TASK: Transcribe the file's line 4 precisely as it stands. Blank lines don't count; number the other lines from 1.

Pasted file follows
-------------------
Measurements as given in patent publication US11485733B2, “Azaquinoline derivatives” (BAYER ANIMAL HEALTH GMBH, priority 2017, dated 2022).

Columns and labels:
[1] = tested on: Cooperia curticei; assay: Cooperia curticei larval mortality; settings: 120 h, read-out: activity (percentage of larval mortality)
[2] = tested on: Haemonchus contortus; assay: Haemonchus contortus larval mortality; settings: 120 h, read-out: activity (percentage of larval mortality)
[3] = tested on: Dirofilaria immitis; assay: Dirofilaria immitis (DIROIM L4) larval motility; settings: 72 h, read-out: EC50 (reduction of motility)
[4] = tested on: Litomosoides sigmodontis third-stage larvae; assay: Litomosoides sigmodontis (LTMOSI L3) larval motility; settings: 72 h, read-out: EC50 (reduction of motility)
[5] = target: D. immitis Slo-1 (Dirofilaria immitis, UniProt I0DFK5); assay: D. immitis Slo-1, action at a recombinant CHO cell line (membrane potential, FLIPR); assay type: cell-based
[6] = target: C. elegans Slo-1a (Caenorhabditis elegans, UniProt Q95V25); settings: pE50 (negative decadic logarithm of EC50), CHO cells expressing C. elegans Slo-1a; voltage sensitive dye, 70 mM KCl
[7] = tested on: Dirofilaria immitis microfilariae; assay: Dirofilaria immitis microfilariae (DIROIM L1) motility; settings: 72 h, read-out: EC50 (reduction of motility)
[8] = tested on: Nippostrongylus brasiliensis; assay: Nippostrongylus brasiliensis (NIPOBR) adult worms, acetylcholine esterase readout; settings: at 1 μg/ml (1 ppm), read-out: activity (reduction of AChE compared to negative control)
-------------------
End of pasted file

[2] = tested on: Haemonchus contortus; assay: Haemonchus contortus larval mortality; settings: 120 h, read-out: activity (percentage of larval mortality)